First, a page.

The most interesting star in the Big Dipper is Mizar and its dim companion Alcor. It is the second star from the end of the handle, where the bend in the handle takes place. Folks with good vision can see the dimmer star right next to Mizar. In ancient times it was used as an eye test for visual acuity for warriors as such it was known as the “Horse and the Rider”.

Mizar is second magnitude, in the second rank of star brightness invented by the Greek astronomer Hipparchus in the 2nd century BC. He ranked stars in 6 classes, from first magnitude for the brightest to 6th for the dimmest visible to the naked eye. Alcor comes in at 4th magnitude. It does suffer a bit by being close to Mizar which is 6 times brighter.

The times given are for the Traverse City/Interlochen area of Michigan. They may be different for your location.

Addendum

The Big Dipper with Mizar & Alcor

The Big Dipper, almost overhead at 10 p.m. April 19 with Mizar and Alcor pointed out. Created using Stellarium.

Telescopic Mizar and Alcor

A view of Mizar and Alcor as seen in a telescope. Mizar is itself a binary star. In actuality both components of Mizar and Alcor are spectroscopic binaries, which are too close to split, but their presence is detected by their Doppler motions with spectrographs. Created using Stellarium.

04/18/2018 – Ephemeris – It’s Wednesday, do you know where the bright planets are?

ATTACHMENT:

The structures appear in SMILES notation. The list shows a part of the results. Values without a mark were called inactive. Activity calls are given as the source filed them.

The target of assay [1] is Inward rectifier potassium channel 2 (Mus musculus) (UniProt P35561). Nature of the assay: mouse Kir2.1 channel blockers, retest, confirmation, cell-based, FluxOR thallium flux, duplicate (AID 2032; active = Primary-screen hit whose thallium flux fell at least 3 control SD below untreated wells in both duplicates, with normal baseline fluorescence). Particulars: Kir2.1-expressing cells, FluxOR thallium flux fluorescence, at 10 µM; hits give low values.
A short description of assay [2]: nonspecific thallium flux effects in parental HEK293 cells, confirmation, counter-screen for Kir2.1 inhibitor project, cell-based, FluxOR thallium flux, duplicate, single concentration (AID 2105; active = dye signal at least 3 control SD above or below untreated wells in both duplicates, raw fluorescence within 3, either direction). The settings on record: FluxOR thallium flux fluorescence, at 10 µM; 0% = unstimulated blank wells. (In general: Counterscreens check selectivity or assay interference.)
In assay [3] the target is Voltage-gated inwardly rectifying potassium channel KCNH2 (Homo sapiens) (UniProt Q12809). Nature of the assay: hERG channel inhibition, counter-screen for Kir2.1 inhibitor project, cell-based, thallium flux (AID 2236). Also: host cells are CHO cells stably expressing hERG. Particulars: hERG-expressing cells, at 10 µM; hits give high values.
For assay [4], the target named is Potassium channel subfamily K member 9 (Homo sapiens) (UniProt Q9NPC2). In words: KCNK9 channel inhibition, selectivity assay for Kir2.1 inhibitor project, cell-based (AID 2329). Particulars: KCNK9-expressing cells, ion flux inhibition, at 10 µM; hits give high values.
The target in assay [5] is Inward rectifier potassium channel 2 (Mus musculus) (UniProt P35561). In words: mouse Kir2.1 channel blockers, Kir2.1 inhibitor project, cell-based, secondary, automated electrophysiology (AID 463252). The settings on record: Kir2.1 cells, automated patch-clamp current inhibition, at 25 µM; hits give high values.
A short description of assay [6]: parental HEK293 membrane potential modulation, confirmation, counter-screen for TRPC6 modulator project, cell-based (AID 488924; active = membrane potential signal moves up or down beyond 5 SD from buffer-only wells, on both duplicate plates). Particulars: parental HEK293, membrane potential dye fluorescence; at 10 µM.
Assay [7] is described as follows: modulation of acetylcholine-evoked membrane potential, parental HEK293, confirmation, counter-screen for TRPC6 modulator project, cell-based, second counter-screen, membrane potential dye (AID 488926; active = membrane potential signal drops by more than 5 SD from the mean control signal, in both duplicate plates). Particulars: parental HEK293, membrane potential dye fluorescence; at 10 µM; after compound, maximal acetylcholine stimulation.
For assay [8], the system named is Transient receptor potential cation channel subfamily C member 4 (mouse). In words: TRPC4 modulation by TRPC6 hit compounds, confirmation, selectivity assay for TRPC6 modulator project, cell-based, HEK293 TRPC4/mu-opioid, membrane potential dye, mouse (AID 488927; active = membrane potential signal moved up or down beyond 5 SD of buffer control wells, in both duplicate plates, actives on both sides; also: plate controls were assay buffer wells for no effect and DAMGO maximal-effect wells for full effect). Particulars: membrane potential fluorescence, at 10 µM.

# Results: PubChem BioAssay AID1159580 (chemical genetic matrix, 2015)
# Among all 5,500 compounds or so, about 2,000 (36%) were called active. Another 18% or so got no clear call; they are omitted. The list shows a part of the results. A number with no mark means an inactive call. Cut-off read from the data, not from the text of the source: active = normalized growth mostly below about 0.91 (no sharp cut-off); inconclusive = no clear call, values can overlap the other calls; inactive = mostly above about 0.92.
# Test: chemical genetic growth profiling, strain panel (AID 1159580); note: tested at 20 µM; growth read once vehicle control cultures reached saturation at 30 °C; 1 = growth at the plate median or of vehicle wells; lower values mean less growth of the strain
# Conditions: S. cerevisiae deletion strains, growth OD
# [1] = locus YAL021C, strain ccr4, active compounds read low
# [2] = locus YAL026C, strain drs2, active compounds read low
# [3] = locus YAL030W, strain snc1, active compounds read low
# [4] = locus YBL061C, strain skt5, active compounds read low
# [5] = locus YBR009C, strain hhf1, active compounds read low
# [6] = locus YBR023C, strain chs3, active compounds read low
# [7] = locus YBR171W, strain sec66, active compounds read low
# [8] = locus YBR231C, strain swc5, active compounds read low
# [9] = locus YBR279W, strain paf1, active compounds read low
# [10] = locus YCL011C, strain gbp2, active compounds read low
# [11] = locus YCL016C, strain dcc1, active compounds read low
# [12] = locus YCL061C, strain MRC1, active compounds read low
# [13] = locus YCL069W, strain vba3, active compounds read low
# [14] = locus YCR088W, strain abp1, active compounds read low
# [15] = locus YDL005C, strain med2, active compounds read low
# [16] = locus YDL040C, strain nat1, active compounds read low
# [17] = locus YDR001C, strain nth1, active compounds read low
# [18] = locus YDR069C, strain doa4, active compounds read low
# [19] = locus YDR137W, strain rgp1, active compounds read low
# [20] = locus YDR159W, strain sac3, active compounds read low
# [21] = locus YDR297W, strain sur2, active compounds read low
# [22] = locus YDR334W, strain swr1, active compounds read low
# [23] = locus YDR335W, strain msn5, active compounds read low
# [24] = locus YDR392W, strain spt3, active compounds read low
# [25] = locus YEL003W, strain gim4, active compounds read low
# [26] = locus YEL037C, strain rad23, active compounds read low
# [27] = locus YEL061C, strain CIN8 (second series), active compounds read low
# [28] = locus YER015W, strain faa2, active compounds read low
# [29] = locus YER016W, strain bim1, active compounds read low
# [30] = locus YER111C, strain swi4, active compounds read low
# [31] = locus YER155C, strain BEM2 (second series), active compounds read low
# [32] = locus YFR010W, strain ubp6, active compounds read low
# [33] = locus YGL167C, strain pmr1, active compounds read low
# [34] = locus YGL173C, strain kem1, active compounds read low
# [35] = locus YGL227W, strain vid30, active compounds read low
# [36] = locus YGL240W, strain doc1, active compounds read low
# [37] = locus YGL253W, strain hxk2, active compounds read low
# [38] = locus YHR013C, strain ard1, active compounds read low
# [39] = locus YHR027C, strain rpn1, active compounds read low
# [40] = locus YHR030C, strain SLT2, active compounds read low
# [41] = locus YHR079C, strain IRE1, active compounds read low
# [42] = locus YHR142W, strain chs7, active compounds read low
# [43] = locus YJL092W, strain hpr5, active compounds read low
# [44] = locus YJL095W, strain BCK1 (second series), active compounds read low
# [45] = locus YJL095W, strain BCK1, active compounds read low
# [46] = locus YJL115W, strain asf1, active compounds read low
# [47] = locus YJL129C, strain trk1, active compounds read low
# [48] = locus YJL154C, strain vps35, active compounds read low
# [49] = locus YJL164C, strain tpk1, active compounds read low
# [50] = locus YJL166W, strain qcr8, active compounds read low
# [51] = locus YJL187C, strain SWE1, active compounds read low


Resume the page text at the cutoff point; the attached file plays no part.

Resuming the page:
April 18, 2018 Comments off

Ephemeris for Wednesday, April 18th. The Sun rises at 6:53. It’ll be up for 13 hours and 38 minutes, setting at 8:31. The Moon, 3 days past new, will set at 11:38 this evening.

It’s Wednesday again and time to look for the bright planets. One bright planet is in the evening sky, the brightest, Venus. It will be visible low in the Western twilight from about 8:40 p.m. until it sets at 10:34. Venus is blindingly bright in binoculars or a small telescope.

Jupiter will rise late this evening at 10:23 p.m. That doesn’t make it an evening planet. It has to rise before sunset to be an evening planet. Saturn will rise at 2:17 a.m., while Mars will rise at 2:52 a.m. At 6 tomorrow morning these three planets will be strung across the southern sky. Bright Jupiter will be in the southwest, dimmer Mars and Saturn will be in the south-southeast, with Mars to the left of Saturn in the morning twilight.

The times given are for the Traverse City/Interlochen area of Michigan. They may be different for your location.

Addendum

Venus and the Moon in evening twilight

Venus and the Moon in evening twilight at 9 p.m, tonight April 18, 2018. The Moon is shown at 3 times its actual size for clarity. Click on the image to enlarge. Created using Stellarium.

Binocular Moon

The Moon as it might be seen in binoculars at 9 p.m. April 18, 2018. Earth shine should be visible. Created using Stellarium.

Morning planets

The morning planets at 6 a.m. April 19, 2018. Click on the image to enlarge. Created using Stellarium.